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Monday, June 30, 2008

Losing a Parent

Several years ago, I read a book called "The God of Small Things" by Arundhati Roy, and while I don't remember a lot of the story, I do recall the one phrase and idea that holds me to this day.

One of the characters in the book spoke of death as something that leaves a "hole in the universe." So, when a family member passed away, it left, for example, a "Sophie-mol-shaped hole in the universe."

I loved that imagery, for I read that book after my own father had passed away, and it helped me to define that emptiness in my heart; for I realized it described perfectly what I suffered. I had a "dad-shaped-hole" in my universe. As Catholics, we don't tend to think of things in New-Age terms such as "universe", but rather, our beliefs are far more personal and substantial, just as our understanding of God's love for us is personal and substantial.

And so, when we lose someone close to us, they don't leave a particular-shaped-hole in the universe, but they leave that gaping hole in our hearts, and it is our hearts that we use to love them both here on this earth and beyond. We never lose our hearts for our hearts are joined to our souls.

To this day, I have a "Dad-shaped-hole" in my heart, although at the time of his death, that hole was bleeding and piercing and agonizing in its emptiness. We who have lost loved ones always experience this emptiness, and it is this sensation that is so awful and so wounding. Grief isn't about what is's about what ISN'T there anymore, and because we can't grasp it, we suffer all the more.

We have to find something to fill that hole, that emptiness that has suddenly pierced us with an indescribable pain.

Over time, the wound heals, helped by our belief in the Resurrection, in God, in the sacrifice of Christ, and in our eternal existance. But here on earth, that person-shaped-hole of grief bleeds copiously for a long time. Even after it has healed, the scar remains in the exact same shape, and it is that scar that reminds us of the love we continue to have; as long as it hurts, we know we still love and we keep that person present with us, believing in eternity, hoping we will be reunited in the next life.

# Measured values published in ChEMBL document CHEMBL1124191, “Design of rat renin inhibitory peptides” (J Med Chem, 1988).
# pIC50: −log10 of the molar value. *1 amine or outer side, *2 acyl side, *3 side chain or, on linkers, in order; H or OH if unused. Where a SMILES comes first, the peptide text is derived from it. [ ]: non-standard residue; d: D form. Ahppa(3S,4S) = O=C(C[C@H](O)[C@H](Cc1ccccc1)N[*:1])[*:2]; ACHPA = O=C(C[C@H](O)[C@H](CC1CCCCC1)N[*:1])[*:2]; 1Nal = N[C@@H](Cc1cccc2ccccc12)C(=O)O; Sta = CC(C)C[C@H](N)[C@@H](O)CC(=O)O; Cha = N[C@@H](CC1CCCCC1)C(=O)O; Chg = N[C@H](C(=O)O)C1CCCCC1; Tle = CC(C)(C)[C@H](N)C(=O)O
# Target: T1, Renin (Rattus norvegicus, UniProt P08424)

But we still need others to be present with us in our grief. They can't fill the hole in our hearts, but they can bleed with us, understanding us through their own losses, and in the lack of their own losses, be present through their love.

In the book of Job, in the very beginning, when Job sat in the ashes weeping, his friends joined him, and they wept with him, silently mourning his losses in union with him. We are all called to do the same.

We cannot understand the depths of another's pain, but we can join them in the ashes and we can weep with them and be present with them, in the moment and beyond. We can't heal the pain, but we can unite our own, and in friendship, love, and limited understanding, we can help the one who is grieving know that he is not alone and will never be alone.
May God bless all those who are grieving, and fill that hole in their hearts with the love of Christ himself.


uncle jim said...

moving - thanks

Anonymous said...

What a great way to explain the loss of especially a parent. I've lost both my parents. My mom died a little over 10 years ago and sometimes I miss her the most when my boys go through changes or major life experiences. I know she would be so proud of them. She really doted on them ( my dad died about 5 years before my oldest was born).
And you're right having friends and family there to support you in your grief is very comforting. I for one couldn't do it alone.


Melody said...

The "hole in our hearts"; somehow it is comforting that it remains. Shows we're not really like drops in the ocean that leave no empty place.
My mother-in-law is in her 90's; not long ago she said that she still missed her parents, she is just used to them being gone.
It is good to know that love lives longer than death.

Argent said...

It happens, too, for moms who lose their babies, even before they are born. There's a memory there of the kicking feet, the hiccuping, the gymnastics....then silence...sorrow, especially, for never having tickled the kicking feet, or patted the hiccuping chest.

Adoro te Devote said...

MJ ~ I really did go through it alone...I did not have the ability to open up to anyone, and at school, although people made themselves available to me (especially Br. Craig, the Vice Prez of the school), I couldn't really talk to anyone.

I'm sorry for the loss of your parents. I still have my Mom,and I know that we'll be losing her and quite honestly, I'm terrified I'll do the same the same thing I did when Dad passed away. I don't handle grief well. But friends and family..they do make a difference, even in small ways.

Argent ~ I hadn't thought of that, but it makes so much sense! Mothers who lose children suffer hard and long, I think even more so than mothers who have lost infants. Because they can't grasp that special life. I'll remember that. Thank you!